The Princeton Plasma Physics Laboratory (PPPL) leads a team of institutions that is developing a computer program that will run on the next generation of supercomputers to bring fusion energy closer to reality. The team is part of the Exascale Computing Project (ECP), a major component of President Obama’s National Strategic Computing Initiative to ensure continued U.S. leadership in high-performance computing.
Leading the initiative are the U.S. Department of Energy (DOE), the Department of Defense and the National Science Foundation. Within the initiative, DOE has the lead on exascale. Once developed, exascale computers will perform a billion billion operations per second, a rate about 50 times faster than the most powerful supercomputer in the U.S. today. Exascale machines are expected to be ready in the United States in the mid-2020s.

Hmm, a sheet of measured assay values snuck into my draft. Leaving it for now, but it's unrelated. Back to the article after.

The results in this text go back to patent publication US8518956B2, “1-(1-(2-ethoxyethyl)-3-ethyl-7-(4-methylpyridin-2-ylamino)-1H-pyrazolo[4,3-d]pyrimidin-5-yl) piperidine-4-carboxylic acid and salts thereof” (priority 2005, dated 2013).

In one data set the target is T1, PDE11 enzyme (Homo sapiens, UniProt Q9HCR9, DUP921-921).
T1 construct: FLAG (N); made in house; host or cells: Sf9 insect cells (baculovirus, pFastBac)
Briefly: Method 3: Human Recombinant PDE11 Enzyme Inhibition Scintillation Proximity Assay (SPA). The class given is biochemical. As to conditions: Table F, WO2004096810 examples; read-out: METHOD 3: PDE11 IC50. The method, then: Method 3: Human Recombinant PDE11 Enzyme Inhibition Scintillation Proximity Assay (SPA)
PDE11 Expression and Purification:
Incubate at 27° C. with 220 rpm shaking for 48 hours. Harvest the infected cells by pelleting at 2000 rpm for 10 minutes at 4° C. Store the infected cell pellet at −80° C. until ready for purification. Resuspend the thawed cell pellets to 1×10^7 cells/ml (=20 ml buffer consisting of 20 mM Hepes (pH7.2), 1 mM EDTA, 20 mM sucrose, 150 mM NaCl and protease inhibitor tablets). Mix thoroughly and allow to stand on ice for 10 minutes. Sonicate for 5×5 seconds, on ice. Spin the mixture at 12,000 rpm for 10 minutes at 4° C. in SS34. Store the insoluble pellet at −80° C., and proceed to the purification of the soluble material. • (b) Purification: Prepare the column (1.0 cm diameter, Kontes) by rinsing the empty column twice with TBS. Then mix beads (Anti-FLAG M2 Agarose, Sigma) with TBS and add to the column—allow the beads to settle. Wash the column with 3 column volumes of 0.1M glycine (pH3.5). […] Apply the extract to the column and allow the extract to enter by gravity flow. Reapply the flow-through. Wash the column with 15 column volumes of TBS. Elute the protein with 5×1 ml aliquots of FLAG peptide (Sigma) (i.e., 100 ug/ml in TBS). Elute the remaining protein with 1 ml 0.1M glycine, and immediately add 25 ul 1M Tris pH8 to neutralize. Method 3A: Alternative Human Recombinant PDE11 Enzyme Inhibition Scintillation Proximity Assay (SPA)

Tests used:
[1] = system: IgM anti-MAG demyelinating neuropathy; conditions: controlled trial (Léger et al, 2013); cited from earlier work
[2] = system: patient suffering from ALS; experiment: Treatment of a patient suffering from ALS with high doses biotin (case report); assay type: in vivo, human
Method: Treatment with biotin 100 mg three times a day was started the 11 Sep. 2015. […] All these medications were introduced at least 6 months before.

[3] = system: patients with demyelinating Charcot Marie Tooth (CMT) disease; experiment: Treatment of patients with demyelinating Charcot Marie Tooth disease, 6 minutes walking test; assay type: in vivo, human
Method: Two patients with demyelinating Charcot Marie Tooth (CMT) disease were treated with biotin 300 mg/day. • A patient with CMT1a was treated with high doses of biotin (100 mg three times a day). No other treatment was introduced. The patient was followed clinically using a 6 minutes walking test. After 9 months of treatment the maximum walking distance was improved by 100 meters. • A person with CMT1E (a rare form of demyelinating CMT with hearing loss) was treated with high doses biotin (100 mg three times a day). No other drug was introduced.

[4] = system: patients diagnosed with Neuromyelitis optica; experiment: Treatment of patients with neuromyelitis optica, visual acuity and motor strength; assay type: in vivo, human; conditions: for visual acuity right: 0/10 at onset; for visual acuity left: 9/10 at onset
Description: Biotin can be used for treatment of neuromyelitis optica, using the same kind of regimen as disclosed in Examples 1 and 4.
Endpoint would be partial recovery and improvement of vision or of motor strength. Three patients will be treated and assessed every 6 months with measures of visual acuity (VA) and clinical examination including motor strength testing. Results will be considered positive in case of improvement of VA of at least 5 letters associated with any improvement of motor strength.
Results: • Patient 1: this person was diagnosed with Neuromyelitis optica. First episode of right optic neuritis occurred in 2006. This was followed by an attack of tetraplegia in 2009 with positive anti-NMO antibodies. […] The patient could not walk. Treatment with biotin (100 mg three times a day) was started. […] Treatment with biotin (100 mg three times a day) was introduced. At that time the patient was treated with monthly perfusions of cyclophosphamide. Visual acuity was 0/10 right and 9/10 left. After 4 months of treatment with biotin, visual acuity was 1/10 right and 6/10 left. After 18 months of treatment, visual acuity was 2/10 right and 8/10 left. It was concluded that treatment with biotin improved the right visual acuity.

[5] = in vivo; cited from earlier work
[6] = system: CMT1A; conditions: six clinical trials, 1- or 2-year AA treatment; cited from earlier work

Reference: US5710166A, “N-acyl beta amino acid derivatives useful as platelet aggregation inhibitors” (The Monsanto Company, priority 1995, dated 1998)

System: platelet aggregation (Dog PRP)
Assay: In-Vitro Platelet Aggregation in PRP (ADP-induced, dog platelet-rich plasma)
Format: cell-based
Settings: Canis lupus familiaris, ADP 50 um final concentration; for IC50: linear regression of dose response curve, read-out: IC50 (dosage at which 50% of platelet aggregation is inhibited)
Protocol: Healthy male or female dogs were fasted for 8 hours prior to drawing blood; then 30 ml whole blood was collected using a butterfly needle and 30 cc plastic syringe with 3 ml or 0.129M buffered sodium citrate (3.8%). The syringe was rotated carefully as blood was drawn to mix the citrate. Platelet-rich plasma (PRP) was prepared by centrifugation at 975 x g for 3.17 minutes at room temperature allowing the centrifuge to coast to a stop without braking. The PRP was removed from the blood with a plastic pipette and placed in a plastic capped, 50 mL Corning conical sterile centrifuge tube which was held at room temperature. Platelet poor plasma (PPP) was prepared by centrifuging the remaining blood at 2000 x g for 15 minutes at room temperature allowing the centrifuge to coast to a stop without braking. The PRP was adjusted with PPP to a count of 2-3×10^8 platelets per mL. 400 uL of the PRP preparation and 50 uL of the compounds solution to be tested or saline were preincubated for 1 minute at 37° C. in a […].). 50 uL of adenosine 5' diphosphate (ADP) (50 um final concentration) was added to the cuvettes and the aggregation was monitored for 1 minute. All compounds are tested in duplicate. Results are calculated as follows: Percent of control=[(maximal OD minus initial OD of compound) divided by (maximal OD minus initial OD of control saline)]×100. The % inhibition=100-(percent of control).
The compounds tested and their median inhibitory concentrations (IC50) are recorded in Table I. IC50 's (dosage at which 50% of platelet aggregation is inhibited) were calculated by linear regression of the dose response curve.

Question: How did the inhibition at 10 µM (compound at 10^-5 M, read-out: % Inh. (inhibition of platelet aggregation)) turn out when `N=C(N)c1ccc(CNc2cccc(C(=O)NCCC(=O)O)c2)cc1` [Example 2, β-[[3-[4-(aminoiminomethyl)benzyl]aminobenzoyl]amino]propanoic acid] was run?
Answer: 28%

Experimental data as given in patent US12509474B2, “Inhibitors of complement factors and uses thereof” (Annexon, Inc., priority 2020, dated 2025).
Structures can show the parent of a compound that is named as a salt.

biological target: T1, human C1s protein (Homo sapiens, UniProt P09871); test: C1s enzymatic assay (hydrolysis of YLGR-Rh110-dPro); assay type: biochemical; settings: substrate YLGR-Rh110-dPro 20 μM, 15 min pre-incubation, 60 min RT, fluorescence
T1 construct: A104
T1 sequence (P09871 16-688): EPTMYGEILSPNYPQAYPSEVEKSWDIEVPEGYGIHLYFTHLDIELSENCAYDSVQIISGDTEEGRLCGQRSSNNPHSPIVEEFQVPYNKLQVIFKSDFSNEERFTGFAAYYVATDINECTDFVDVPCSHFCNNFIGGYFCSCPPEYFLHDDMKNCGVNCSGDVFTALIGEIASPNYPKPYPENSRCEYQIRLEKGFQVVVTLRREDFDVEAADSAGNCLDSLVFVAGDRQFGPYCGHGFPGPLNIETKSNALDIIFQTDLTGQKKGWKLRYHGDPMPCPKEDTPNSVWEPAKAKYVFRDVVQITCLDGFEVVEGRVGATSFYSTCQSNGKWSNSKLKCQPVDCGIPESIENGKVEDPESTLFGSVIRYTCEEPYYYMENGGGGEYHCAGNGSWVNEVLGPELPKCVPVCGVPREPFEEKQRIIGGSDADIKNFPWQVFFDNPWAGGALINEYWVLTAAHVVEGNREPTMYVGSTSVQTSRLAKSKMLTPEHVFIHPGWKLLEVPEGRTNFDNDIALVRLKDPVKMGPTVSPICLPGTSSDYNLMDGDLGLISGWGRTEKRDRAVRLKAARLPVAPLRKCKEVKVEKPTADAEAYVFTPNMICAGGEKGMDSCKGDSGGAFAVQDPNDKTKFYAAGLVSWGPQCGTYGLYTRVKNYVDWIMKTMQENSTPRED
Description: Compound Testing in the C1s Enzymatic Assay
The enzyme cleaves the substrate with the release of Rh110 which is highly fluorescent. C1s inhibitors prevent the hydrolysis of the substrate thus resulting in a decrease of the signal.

The PPPL-led program will develop the first complete simulation of the superhot gas called plasma that fuels fusion reactions. Such simulations will enable physicists to predict how the plasma will behave in fusion facilities and could lead to well-engineered reactors that “put a star in a jar” to produce safe, clean and abundant energy for generating electricity. Plasma, made up of free-floating electrons and atomic nuclei, comprises 99 percent of the visible universe and often is called the fourth state of matter.
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